This webinar will address the importance of supportive reentry for those with mental health challenges and related recovery support needs. More than 700,000 individuals leave incarceration and detention each year in the United States, according to the U.S. Justice Department*. Investing in financial and other resources is critical to supporting what science shows increases the chances of successful reentry. The presentation will also discuss reentry within a health-based model of desistence and explore the supports that are demonstrated to improve the likelihood of successful recovery and reentry.
- Define and explain the health-based model of desistance
- Explain the importance of using person-first language
- Explain how a strengths-based approach can improve outcomes for justice-involved individuals
- List at least three strategies for supporting reentering citizens
Linda Frazier, M.A., RN, MCHES, director of addictions initiatives at Advocates for Human Potential, Inc. (AHP), has extensive leadership and consulting experience, with more than 30 years working in a variety of clinical settings—including outpatient behavioral health, medications for addiction treatment (MAT), women’s health, and adolescent and college health. Ms. Frazier served as associate director of treatment and recovery services for the Maine Department of Health and Human Services (DHHS) Office of Behavioral Health. She has also served on the leadership team of the American Public Health Association Alcohol, Tobacco, and Other Drugs Section since 2009 and is currently the Past Chair.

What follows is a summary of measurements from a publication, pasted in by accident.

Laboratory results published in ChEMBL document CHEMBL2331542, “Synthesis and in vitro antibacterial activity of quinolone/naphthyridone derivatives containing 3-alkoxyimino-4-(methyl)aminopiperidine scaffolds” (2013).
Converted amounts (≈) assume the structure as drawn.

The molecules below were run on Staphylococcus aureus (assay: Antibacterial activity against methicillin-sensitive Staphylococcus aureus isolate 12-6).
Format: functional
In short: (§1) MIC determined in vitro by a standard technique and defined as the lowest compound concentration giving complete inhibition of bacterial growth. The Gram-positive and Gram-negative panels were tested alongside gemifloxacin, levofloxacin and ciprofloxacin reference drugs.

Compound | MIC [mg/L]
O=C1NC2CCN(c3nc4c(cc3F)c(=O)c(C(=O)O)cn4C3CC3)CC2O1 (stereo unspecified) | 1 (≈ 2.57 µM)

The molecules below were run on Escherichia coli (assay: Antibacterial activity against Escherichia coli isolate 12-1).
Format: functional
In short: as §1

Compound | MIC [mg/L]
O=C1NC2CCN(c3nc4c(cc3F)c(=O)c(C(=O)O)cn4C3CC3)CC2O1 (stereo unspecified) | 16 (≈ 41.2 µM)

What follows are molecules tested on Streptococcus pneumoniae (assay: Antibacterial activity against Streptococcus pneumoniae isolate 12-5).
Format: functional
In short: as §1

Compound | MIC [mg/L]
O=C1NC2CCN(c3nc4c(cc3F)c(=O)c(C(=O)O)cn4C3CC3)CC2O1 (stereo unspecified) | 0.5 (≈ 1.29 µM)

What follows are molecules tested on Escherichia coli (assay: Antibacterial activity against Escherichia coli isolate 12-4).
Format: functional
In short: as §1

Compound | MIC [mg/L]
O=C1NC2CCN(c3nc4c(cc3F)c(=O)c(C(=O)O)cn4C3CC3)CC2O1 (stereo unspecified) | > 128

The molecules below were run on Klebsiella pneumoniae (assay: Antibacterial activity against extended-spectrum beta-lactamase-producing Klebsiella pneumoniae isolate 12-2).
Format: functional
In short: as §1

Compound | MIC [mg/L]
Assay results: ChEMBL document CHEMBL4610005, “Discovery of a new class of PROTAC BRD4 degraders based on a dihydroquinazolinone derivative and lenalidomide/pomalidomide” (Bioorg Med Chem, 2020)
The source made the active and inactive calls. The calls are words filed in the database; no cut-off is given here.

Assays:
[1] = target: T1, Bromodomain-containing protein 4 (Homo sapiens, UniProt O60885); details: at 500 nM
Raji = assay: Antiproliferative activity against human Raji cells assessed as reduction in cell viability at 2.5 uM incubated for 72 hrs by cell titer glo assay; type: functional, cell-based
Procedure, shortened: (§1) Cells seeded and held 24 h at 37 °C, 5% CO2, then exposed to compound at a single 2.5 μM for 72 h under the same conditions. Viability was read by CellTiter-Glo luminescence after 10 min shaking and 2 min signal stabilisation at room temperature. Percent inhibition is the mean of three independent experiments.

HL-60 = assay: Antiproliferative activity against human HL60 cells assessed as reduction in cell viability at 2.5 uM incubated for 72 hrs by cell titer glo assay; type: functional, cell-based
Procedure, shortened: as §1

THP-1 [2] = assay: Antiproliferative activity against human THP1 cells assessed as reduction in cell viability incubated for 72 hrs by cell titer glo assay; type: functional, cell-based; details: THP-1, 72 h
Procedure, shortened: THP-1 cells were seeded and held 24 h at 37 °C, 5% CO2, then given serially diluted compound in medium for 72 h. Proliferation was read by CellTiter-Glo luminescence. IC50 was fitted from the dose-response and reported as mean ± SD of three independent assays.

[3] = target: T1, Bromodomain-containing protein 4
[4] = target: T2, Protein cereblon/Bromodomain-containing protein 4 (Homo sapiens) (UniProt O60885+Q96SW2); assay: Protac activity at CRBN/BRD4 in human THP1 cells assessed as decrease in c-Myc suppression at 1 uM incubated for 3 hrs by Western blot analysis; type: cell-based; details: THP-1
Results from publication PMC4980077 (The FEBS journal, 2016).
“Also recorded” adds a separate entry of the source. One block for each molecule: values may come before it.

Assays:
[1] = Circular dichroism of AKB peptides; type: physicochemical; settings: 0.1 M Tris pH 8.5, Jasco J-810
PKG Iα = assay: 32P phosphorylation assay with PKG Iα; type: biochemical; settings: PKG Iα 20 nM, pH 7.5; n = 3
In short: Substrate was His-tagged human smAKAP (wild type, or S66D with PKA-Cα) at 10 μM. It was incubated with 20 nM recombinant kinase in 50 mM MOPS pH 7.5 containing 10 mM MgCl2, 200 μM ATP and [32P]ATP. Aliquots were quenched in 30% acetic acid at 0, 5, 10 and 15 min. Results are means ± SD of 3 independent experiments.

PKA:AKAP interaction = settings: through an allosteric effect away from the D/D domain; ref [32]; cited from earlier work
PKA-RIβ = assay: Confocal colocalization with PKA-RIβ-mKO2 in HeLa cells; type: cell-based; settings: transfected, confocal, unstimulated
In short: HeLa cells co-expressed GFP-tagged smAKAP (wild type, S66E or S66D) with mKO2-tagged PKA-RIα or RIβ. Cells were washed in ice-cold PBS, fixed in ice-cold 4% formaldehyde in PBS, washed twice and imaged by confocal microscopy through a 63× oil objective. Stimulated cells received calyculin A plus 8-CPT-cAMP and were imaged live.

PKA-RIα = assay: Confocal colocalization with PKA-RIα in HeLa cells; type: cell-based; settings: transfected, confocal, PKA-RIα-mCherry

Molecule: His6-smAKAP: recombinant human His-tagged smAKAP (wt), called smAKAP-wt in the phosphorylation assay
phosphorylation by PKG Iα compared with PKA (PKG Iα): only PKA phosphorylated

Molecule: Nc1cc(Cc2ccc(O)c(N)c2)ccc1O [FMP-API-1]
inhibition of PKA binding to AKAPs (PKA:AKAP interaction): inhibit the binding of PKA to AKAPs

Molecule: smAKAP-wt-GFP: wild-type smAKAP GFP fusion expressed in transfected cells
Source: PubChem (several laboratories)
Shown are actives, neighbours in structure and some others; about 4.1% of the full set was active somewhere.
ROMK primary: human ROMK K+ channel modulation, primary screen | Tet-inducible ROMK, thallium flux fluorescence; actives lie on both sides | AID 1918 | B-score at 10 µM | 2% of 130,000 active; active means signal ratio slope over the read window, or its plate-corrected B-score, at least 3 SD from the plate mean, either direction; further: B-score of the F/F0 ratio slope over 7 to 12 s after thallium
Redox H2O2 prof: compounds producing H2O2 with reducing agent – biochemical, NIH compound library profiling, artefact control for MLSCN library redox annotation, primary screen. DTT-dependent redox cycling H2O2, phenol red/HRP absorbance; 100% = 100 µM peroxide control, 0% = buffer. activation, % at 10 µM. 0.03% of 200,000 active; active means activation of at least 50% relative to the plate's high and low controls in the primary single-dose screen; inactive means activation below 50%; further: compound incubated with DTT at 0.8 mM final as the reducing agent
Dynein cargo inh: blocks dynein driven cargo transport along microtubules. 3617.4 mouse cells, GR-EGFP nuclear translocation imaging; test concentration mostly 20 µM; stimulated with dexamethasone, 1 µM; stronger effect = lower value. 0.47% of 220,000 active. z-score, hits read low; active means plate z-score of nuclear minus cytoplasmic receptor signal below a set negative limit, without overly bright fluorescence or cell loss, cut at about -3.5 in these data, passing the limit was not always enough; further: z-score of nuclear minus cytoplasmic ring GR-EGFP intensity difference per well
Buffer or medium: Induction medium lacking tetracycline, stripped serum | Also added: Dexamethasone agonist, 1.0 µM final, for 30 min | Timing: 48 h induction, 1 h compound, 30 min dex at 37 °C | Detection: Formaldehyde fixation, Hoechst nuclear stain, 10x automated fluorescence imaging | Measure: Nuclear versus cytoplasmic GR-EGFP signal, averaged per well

Jennifer Christie, M.Crim., is a senior program associate II at AHP. She has extensive expertise in applying evidence-based practices in criminal justice settings. She works with all intercepts of the justice system to change a punitive approach to a research-driven, supportive, behavior-change approach through collaboration, relationship-building, and translating research into pragmatic solutions. Ms. Christie works to improve criminal justice services nationwide and has provided training and technical assistance to more than 20 states. Her work spans multiple agencies, where she has been involved in developing, advancing, and implementing policy changes that reduce recidivism and improve outcomes for individuals (both juvenile and adult) in and leaving the justice system.
Behavioral health providers, community health workers, integrated care providers, anyone working with individuals returning to the community after incarceration, and other traditional and nontraditional supports serving people experiencing homelessness.
*The United States Attorney’s Office, Northern District of Georgia, Community Outreach. (n.d.). Reentry fact sheet.